If you roll the dice and set the properties of the fundamental forces to random values, it is easy to see that at some scale of organizing, life could still evolve. Photons themselves, given different strengths of electromagnetism and gravity, could form replicating structures - imagine a universe where the speed of light was a meagre 1,000 m/s. When people say that the Universe is fine-tuned for life, what they mean is this: Our Universe is a perfect basis for the life that evolved in our Universe. But what they can't say is that if the Universe were different, then, life wouldn't have appeared. With enough resources, space and time (all things that are not in short supply), all kinds of replicating structures will be possible, and it may come to pass that no matter what you do with the basic properties of the physical laws, some stable replicating structures may come to fruition. In such a strange Universe, beings might emerge and opine subjectively that the Universe, with its speed of light of 1,000 m/s, is fine-tuned for life. For their life. Adjust that Universe one tiny bit, and their entire way of life would not have been possible. Therefore, they conclude, the Universe must have been designed just for them. They do not, and they cannot, calculate the chances of life in a Universe with a different set of fundamental properties.

It is incorrect for denizens of any Universe to state that it is fine-tuned for them. It is incorrect to imagine that we know in what ways life could evolve in situations with radically different physical effects. What we do know is that given time and slowly changing conditions during the life of a Universe, it is quite plausible that life might always appear no matter what the starting conditions were.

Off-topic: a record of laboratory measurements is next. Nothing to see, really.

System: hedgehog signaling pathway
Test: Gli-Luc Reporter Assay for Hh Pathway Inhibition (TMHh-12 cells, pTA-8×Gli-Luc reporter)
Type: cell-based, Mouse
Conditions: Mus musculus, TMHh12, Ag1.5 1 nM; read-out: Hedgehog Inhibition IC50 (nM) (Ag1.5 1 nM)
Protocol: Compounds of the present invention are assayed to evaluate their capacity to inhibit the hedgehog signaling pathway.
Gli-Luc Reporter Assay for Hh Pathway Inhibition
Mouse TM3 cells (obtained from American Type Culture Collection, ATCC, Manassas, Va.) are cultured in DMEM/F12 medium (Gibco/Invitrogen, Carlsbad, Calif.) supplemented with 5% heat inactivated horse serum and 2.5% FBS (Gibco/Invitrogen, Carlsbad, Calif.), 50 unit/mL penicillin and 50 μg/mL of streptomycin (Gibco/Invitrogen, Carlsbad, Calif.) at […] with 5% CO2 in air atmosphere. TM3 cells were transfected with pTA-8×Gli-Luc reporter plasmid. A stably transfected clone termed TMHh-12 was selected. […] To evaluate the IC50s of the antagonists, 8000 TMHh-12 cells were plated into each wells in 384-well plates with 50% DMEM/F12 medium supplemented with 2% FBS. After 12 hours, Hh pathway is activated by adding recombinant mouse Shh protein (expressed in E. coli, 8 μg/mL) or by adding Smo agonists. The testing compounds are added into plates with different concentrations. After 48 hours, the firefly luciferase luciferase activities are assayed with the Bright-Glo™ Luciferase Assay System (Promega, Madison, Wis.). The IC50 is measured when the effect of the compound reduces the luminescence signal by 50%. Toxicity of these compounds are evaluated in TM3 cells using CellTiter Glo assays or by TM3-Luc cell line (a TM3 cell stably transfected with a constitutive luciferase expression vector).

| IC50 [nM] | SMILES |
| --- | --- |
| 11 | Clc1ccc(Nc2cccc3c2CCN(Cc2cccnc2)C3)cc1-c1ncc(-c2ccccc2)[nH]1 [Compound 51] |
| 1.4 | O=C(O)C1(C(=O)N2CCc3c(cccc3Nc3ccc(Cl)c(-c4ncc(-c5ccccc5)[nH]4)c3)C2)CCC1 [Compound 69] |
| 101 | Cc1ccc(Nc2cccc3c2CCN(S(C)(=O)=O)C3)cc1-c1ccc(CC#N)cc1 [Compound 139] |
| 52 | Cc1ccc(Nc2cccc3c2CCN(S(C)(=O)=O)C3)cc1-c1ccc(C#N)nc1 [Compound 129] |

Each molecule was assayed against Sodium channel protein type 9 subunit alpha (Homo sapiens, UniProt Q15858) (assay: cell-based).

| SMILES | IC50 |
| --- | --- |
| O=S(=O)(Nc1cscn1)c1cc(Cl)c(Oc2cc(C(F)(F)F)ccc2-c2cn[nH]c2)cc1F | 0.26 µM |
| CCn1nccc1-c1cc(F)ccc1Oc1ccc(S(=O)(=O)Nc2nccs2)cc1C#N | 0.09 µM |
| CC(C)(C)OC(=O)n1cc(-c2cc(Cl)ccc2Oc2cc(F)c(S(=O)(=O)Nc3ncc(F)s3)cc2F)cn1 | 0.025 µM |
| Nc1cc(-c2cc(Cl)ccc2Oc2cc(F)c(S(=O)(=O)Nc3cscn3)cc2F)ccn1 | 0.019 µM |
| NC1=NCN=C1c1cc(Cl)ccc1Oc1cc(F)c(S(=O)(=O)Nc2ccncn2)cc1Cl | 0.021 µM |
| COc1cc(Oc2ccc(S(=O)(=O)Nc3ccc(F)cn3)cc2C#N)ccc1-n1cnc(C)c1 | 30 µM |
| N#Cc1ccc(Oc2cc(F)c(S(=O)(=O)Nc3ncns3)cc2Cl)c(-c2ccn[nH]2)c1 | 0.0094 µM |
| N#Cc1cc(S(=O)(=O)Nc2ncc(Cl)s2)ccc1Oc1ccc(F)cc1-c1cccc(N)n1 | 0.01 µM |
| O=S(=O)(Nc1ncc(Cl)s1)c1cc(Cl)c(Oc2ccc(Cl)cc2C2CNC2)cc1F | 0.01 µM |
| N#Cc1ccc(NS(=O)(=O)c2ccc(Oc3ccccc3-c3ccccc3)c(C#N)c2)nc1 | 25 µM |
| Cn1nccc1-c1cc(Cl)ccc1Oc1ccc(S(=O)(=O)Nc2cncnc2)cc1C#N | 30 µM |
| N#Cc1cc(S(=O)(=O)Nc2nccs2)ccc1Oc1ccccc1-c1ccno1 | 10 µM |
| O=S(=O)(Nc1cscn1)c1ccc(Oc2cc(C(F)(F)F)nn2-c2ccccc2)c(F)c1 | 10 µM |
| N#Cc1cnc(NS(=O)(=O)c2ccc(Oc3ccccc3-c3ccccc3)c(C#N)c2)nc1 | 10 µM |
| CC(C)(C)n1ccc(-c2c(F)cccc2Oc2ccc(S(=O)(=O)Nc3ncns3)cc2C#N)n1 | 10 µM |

A related discussion is that of emergent properties. Here's an introduction:

Emergent properties are those that appear beyond a certain scale of organisation even though they are not present in the underlying structure3,4. If you microscopically examine a painted picture of a flower, you can catalogue the physical properties of the molecules of paint without ever finding a trace of the outline of a flower: only through their pattern as a whole does form, shape and beauty emerge. In biology and physics there are many complicated features that emerge from simple rules, simple interactions, merely repeated on a large scale5. Our consciousness arises from complex neuronal activity in our brain6,7,8. Some imagine that on larger scales, entire planets might be conscious (the Gaia hypothesis), or even the entire Universe (scientific pantheism).

"Consciousness as an Emergent Property" by Vexen Crabtree (2016)

Current edition: 2015 Oct 20
Last Modified: 2016 Jul 11
Parent page: The Human Truth Foundation

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References: (What's this?)

Davies, Paul
(1984) God And The New Physics. Paperback book. Penguin 2006 edition. Davies is a Professor in theoretical physics who has published ground-breaking research.

Dawkins, Prof. Richard
(2006) The God Delusion. Hardback book. Published by Bantam Press, Transworld Publishers, Uxbridge Road, London, UK.

Gross, Richard
(1996) Psychology: The Science of Mind and Behaviour. Paperback book. 3rd edition. Published by Hodder & Stoughton, London UK.

Peake & Smith
(2009) Climate Change. 2nd edition. Originally published 2003. Current version published by Oxford University Press, Oxford, UK, in association with The Open University, Milton Keynes, UK.

Stenger, Prof. Victor J.
(2007) God, the Failed Hypothesis: How Science Shows That God Does Not Exist. Published by Prometheus Books, NY, USA. Stenger is a Nobel-prize winning physicist, and a skeptical philosopher whose research is strictly rational and evidence-based.

Wilson, E. O.
(1998) Consilience: The Unity of Knowledge. Hardback book. Published by Little, Brown and Company, London, UK. Professor Wilson is a groundbreaking sociobiologist.


  1. Davies (1984) p210. The author commends the speculative book Life Beyond Earth, in which the physicist Gerald Feinberg and the biochemist Robert Shapiro "argue the case for life based on plasmas, electromagnetic field energy, magnetic domains in neutron stars and a variety of other bizarre systems".^
  2. Peake & Smith (2009) p195-196.^
  3. Davies (1984) p61, p64.^
  4. Wilson (1998) chapter 'The Natural Sciences' p59.^
  5. Stenger (2007) chapter 2. The author notes that this often results in an illusion of 'design'.^
  6. Dawkins (2006) p14.^
  7. Gross (1996) p75.^
  8. Wilson (1998) chapter The Mind p120.^